Germany has seen the launch of its first social impact bond (SIB), with four small investors, including two foundations associated with carmaker BMW, financing a pilot project in the city of Augsburg in Bavaria aimed at employing delinquent and unskilled young adults.
It comes as Deutsche Bank has unveiled a SIB to support an Italian food bank project.
Beyond the BMW foundations Eberhard von Kühnheim and Herbert Quandt, the Augsburg project’s backers include foundations associated with German private bank BHF and social investment firm BonVenture. According to Juvat, the company tasked with employing the adults, these investors have provided a loan worth “several hundred thousands of euros” to finance the project. In May, BonVenture became the first registered manager of European Social Entrepreneurship Funds (EuSEF), the new regime to facilitate EU-wide investment in social ventures.
If the project is successful, the investors will get their principal back plus a return of 3% that will be paid by the government of Bavaria. “Success means that by the end of 2015 we have to have at least 20 people between the ages of 18 to 25 with a job or an apprenticeship that lasts at least nine months,” said Juvat Project Manager Niklas Ruf. Ruf was formerly a project manager at Eberhard von Kühnheim, but left the foundation named after the former BMW CEO last autumn to oversee implementation of what is Germany’s first SIB.The Quandt foundation is linked to the firm’s largest shareholders.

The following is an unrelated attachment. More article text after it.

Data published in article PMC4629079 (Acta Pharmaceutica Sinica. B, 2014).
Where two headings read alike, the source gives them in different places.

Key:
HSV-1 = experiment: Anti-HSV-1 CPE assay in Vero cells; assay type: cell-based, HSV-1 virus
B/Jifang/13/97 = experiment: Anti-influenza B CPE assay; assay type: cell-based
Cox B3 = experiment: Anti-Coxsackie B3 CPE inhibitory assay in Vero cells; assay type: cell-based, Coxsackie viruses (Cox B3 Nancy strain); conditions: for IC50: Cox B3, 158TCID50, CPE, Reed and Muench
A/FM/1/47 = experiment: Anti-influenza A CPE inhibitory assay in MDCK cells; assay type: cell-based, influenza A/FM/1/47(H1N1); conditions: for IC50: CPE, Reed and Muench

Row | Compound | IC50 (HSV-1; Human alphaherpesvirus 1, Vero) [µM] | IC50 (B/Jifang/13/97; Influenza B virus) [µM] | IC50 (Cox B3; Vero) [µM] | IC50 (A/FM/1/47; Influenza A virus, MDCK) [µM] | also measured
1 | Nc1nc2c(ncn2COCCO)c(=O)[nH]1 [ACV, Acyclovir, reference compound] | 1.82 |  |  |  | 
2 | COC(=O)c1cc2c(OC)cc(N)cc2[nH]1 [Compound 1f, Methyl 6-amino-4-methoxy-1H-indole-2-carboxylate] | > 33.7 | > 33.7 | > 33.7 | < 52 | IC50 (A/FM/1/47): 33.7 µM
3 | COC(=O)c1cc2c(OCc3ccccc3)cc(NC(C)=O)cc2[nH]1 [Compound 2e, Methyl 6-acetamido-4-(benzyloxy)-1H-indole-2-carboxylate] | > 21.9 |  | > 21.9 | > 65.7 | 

The young adults in Augsburg that Juvat is dealing with include those who have committed petty crimes or who lack employable skills. If Juvat does not reach the target of at least 20 employed adults, the four investors lose all their money. Ruf believes that if the project is successful, more SIBs will be launched in Germany.
Meanwhile, Deutsche Bank’s Italian arm this week launched a SIB that aims to support the Fondazione Banco Alimentare (FBA) food bank. Speaking from Milan, a Deutsche spokesman told RI that the SIB would be offered to private clients at the bank’s branches in Italy. He said the bank hoped to raise €20m from these private investors, adding that investors would be paid an interest rate of 1.25% per annum.
The first SIB ever was done in the UK four years ago, when £5m (€6.2m) was raised from private investors to help prevent former inmates of Peterborough’s prison from offending again – although the project was suspended recently.
Then in 2012, US investment bank Goldman Sachs invested $9.6m (€7m) in an SIB from the State of New York. Like the Peterborough bond, it was to finance efforts to reduce recidivism among former convicts, in this case those formerly incarcerated at Rikers Island.